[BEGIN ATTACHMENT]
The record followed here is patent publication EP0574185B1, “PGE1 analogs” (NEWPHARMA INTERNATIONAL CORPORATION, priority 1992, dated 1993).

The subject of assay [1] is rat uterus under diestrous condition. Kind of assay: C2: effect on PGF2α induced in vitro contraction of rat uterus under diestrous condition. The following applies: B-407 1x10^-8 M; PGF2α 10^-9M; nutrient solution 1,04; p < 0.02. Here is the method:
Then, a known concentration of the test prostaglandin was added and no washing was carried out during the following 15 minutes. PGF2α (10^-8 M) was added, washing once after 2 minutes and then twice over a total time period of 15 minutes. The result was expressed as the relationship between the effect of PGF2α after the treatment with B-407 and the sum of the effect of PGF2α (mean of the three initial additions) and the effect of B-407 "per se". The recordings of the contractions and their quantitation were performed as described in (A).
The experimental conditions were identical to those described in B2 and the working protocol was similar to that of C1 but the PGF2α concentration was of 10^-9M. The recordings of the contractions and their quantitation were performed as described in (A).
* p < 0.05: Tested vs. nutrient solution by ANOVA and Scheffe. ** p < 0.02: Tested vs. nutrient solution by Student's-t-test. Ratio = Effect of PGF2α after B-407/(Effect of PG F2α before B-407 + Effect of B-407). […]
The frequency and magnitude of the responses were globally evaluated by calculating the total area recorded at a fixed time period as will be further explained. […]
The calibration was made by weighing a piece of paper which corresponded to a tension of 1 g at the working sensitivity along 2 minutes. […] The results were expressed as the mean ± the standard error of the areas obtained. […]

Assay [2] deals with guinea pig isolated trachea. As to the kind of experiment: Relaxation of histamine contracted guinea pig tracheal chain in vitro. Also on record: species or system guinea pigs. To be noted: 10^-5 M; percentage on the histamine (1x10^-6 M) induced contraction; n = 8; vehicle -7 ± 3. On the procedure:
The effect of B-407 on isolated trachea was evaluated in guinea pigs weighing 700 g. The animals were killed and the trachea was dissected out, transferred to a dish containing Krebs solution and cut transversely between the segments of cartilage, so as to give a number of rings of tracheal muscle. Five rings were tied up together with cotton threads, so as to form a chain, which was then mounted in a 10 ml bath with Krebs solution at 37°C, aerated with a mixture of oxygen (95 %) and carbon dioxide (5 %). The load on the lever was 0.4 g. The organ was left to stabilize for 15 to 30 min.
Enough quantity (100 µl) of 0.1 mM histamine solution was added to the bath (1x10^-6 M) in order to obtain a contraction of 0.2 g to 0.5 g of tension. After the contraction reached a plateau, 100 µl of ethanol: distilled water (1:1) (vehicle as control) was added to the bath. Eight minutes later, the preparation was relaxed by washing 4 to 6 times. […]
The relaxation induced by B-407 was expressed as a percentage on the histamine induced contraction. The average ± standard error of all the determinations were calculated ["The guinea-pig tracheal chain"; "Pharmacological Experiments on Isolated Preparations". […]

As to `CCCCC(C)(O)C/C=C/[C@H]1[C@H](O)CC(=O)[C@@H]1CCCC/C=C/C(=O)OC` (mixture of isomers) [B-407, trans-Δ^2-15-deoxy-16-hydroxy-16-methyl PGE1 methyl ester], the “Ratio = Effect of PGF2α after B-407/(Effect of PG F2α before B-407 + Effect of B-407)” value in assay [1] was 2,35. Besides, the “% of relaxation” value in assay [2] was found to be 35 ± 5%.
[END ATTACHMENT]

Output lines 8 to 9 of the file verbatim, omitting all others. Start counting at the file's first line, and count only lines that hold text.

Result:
Assay [2] deals with guinea pig isolated trachea. As to the kind of experiment: Relaxation of histamine contracted guinea pig tracheal chain in vitro. Also on record: species or system guinea pigs. To be noted: 10^-5 M; percentage on the histamine (1x10^-6 M) induced contraction; n = 8; vehicle -7 ± 3. On the procedure:
The effect of B-407 on isolated trachea was evaluated in guinea pigs weighing 700 g. The animals were killed and the trachea was dissected out, transferred to a dish containing Krebs solution and cut transversely between the segments of cartilage, so as to give a number of rings of tracheal muscle. Five rings were tied up together with cotton threads, so as to form a chain, which was then mounted in a 10 ml bath with Krebs solution at 37°C, aerated with a mixture of oxygen (95 %) and carbon dioxide (5 %). The load on the lever was 0.4 g. The organ was left to stabilize for 15 to 30 min.